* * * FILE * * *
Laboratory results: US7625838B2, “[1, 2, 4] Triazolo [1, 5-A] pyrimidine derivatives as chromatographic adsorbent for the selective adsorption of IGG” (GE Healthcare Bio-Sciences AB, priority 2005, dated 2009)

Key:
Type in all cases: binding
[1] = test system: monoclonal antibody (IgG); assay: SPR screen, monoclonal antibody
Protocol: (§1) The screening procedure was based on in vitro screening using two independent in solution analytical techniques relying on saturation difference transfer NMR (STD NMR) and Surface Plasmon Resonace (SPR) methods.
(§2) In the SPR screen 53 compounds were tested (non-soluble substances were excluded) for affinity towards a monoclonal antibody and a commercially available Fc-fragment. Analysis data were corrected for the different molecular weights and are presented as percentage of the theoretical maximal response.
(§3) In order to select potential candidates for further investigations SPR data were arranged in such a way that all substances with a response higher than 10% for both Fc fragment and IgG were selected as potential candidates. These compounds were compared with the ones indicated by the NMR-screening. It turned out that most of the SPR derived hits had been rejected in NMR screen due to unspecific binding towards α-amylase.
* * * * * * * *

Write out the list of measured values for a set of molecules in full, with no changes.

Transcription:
Laboratory results: US7625838B2, “[1, 2, 4] Triazolo [1, 5-A] pyrimidine derivatives as chromatographic adsorbent for the selective adsorption of IGG” (GE Healthcare Bio-Sciences AB, priority 2005, dated 2009)

Key:
Type in all cases: binding
[1] = test system: monoclonal antibody (IgG); assay: SPR screen, monoclonal antibody
Protocol: (§1) The screening procedure was based on in vitro screening using two independent in solution analytical techniques relying on saturation difference transfer NMR (STD NMR) and Surface Plasmon Resonace (SPR) methods.
(§2) In the SPR screen 53 compounds were tested (non-soluble substances were excluded) for affinity towards a monoclonal antibody and a commercially available Fc-fragment. Analysis data were corrected for the different molecular weights and are presented as percentage of the theoretical maximal response.
(§3) In order to select potential candidates for further investigations SPR data were arranged in such a way that all substances with a response higher than 10% for both Fc fragment and IgG were selected as potential candidates. These compounds were compared with the ones indicated by the NMR-screening. It turned out that most of the SPR derived hits had been rejected in NMR screen due to unspecific binding towards α-amylase.